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Male lions do help with the hunting after all

Pedro Ugarte / AFP/Getty Images file

This lion was photographed on the Masai Mara plains in Kenya. A new study finds that the king of beasts could be doing his share of the hunting after all

By Larry O'Hanlon
Discovery News

Most nature documentaries depict male African lions as layabouts who prefer to let the females do all the hunting. But a new study using pioneering new tools shows that the king of beasts could be doing his share after all.

The bad rap of male lions comes from a lack of data on what the males are really up to in the habitats where most African lions live -- not on the open plains of the Serengeti, but in the bushier lands of Africa.

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By combining GPS collars that track lions' movements with airborne Light Detection and Ranging (LiDAR) measurements that provide 3-D maps of the landscape and vegetation, a team of researchers has discovered the male lions' secret: They are solitary predators who leap out of thick vegetation to ambush their prey. That's in contrast to the well known social hunting behaviors of lionesses.

"We found a really strong correlation," said Scott Loarie of the Carnegie Institution for Science in Stanford, Calif., and the lead author of the paper on the lion discovery in the latest issue of the journal Animal Behavior.

The thicker vegetation, as measured by LiDAR, is where the males are making their kills. What's more, it's also the most difficult place to directly observe lions using traditional, low-tech methods of field researchers. So it's no wonder field biologists have had a hard time seeing this hunting behavior.

"For a very long time people have been putting radio collars on animals," commented conservation biologist Stuart Pimm of Duke University. "What is becoming exciting is that now we can tie that information into a lot of other information" like the vegetation, as was done in this study. "You get information you couldn't get any other way."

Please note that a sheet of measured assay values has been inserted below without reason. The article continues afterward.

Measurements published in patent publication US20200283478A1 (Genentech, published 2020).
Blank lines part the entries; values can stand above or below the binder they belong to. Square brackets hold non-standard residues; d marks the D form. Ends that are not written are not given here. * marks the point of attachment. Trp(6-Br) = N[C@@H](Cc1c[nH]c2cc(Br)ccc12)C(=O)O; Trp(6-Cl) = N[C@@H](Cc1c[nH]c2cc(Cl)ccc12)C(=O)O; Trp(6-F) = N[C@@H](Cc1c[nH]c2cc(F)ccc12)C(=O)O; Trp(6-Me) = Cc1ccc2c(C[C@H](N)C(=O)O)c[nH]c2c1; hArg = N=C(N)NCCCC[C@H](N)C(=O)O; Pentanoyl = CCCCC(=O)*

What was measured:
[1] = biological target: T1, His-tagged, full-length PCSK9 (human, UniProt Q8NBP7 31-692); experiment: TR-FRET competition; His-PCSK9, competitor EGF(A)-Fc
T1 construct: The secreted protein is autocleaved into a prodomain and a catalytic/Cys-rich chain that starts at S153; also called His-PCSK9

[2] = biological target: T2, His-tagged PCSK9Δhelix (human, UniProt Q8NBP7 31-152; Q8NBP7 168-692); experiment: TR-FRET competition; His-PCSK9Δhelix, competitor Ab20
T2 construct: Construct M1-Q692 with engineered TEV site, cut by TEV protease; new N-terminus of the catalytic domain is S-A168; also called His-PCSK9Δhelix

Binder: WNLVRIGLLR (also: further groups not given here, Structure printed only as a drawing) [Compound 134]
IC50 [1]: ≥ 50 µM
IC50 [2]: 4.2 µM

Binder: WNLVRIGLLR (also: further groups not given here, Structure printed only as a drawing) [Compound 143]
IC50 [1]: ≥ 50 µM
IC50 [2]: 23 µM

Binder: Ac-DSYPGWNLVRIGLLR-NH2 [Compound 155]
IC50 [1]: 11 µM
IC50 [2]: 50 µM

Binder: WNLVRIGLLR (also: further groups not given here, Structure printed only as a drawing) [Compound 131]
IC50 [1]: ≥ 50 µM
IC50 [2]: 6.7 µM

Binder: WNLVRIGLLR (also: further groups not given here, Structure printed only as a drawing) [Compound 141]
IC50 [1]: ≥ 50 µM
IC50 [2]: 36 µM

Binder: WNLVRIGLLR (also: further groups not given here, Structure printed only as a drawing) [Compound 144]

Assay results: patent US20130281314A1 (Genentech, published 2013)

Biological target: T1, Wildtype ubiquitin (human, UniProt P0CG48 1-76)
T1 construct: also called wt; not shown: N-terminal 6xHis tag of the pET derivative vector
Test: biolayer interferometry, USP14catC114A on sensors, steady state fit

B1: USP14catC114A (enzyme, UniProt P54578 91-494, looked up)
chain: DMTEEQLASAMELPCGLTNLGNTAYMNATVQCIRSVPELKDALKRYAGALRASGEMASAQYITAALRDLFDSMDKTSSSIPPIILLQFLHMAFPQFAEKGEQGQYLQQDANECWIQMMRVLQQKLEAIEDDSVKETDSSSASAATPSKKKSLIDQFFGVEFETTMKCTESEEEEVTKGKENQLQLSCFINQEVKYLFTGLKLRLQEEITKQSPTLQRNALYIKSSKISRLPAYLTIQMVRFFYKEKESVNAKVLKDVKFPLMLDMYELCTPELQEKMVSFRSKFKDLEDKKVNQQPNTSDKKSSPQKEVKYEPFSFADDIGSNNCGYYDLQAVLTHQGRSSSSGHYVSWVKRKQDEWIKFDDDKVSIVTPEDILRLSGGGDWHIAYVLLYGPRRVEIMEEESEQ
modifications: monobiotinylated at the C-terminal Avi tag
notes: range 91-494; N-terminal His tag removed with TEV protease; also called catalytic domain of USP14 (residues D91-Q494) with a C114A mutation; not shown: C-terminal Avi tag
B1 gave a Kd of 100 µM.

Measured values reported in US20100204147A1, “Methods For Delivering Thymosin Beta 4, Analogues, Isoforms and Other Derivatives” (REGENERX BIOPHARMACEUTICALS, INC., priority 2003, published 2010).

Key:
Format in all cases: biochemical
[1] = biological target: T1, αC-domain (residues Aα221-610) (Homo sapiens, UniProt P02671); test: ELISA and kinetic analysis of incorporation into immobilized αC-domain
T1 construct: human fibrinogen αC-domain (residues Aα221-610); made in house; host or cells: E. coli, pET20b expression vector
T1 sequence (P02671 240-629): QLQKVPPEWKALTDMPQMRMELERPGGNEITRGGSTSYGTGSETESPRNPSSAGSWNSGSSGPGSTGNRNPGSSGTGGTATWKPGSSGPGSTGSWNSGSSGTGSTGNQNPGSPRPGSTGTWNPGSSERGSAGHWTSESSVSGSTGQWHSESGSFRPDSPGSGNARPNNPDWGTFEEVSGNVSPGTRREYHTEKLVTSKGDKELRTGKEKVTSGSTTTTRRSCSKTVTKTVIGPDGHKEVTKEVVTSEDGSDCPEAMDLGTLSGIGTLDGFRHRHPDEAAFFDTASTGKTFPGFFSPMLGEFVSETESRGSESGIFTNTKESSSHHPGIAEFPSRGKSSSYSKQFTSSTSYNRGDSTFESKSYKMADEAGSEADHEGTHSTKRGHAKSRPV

When the GPS data indicated the lions were close together, it sometimes meant they were feeding on a recent kill. Another co-author on the paper, Craig Tambling of the University of Pretoria in South Africa, would then hike out and verify the kill on the ground.

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Then back in California, Loarie and another coauthor, Gregory Asner, studied the data and how the kill related to where the lions were beforehand. What they discovered is that the male lions are using thick vegetation to ambush their prey.

"The technology enabled us to get good quantitative data," said Loarie.

The backdrop to the work, said Loarie, is not just the technology and the insights about lions, but also the fact that vegetation thickness is one of the things that is intensely managed in African wildlife preserves.

"One of the things that's kind of neat is that we have implications for management and conservation," Loarie said. That's important because across Africa wildlife preserves are being managed to enable tourists to see certain animals, like lions, elephants, rhinos and leopards, he said. So it's important to understand what the animal's habitat really is. If you have an animal in the wrong habitat, that is more like a zoo than a wildlife preserve.